Water suppliers must issue consumer confidence reports annually.
There are no public right-to-know requirements for bottlers.
Costs pennies a day
Costs $.80 to $4.00 per gallon.
Contains essential nutrients for the body such as calcium and iron.
Natural minerals are removes by filtration.
Chlorine residual in water to prevent bacteria growth.
No disinfectant present to kill bacteria in bottles.
Tuesday, September 09, 2008
It is afternoon in the control room of the Atlas particle detector, the biggest and most complex system of its kind. Prof. Giora Minkenberg of the Weizmann Institute is examining the tracks of a few muons 100 deep meters in the ground, which were picked up by the apparatus. Minkenberg points out the path of the muons, elementary particles that bear a negative charge, a heavy version of an electron.
"These are plain muons," he explains. "They are from the cosmic radiation reaching the earth. They were picked up in our experiment just by chance."
But if scientists identify a Higgs Boson (or "God particle") by the muons it breaks up into, this will be the key to proving, or disproving, the standard theory guiding nuclear physics.
International physicists at the vast underground complex near Geneva will inaugurate a 20-year project today to try to reenact the Big Bang, in an attempt to explain the origins of the universe and how it came to harbor life.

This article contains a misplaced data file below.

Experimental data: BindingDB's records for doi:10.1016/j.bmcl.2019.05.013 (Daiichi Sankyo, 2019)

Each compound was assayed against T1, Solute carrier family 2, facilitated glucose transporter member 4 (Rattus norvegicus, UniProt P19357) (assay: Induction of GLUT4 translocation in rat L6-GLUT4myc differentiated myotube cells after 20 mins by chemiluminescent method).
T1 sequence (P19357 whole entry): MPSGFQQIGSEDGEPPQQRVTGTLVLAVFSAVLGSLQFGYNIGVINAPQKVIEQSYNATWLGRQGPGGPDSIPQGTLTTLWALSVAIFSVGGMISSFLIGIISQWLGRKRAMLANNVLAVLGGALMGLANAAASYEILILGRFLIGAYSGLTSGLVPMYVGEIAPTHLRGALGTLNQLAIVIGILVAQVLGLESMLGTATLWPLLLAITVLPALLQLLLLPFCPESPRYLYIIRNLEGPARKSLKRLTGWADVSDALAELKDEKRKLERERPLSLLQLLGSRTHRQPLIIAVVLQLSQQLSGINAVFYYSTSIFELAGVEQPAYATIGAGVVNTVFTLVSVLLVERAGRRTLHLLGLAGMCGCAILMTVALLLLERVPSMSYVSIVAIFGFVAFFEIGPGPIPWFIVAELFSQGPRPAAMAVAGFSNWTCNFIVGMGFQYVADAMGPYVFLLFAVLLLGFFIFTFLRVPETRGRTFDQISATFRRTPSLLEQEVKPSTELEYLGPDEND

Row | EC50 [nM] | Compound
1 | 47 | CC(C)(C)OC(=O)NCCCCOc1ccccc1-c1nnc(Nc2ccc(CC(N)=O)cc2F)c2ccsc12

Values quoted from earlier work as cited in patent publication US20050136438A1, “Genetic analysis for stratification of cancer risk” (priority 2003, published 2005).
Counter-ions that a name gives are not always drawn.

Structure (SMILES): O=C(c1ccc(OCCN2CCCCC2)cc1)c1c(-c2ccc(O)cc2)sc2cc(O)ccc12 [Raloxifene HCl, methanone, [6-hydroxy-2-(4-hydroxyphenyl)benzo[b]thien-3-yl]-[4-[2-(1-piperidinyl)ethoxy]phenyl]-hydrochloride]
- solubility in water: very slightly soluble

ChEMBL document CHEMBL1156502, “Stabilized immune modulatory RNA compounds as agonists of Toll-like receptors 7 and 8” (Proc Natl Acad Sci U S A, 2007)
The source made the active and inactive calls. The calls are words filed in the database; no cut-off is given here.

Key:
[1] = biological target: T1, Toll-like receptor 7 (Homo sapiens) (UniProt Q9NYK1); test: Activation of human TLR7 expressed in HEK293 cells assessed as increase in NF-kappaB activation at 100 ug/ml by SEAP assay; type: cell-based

In a giant machine called the Large Hadron Collider, or LHC, at the CERN research center straddling the Franco-Swiss border just outside Geneva, scientists plan to smash particles together to create a small-scale reenactment of the event that kicked off the cosmos.
The LHC will use giant magnets housed in cathedral-size caverns to fire beams of energy particles around a 27-km tunnel where they will collide at close to the speed of light. Computers will record what happens each time, and the vast store of material gathered will be analyzed by some 10,000 scientists around the globe for clues on what came next.
Scientists at CERN, the European Organization for Nuclear Research, will pursue concepts such as "dark matter," "dark energy," extra dimensions and, most of all, the Higgs Boson "God particle" believed to have made it all possible.
"The LHC was conceived to radically change our vision of the universe," said CERN's French Director-General Robert Aymar. "Whatever discoveries it brings, mankind's understanding of our world's origins will be greatly enriched."
Minkenberg, 61, divides his time between CERN and Weizmann. He has been conducting experiments with CERN for over 20 years. Now he spends his time running from building to building in last-minute preparations for the launch, and smokes his pipe between the meetings. He is the head of the Israeli team, consisting of over 50 scientists, including students. Other members of the Israeli team include Prof. Ehud Duchovni and Prof. Eilam Gross from Weizmann, along with others from Tel Aviv University and the Technion.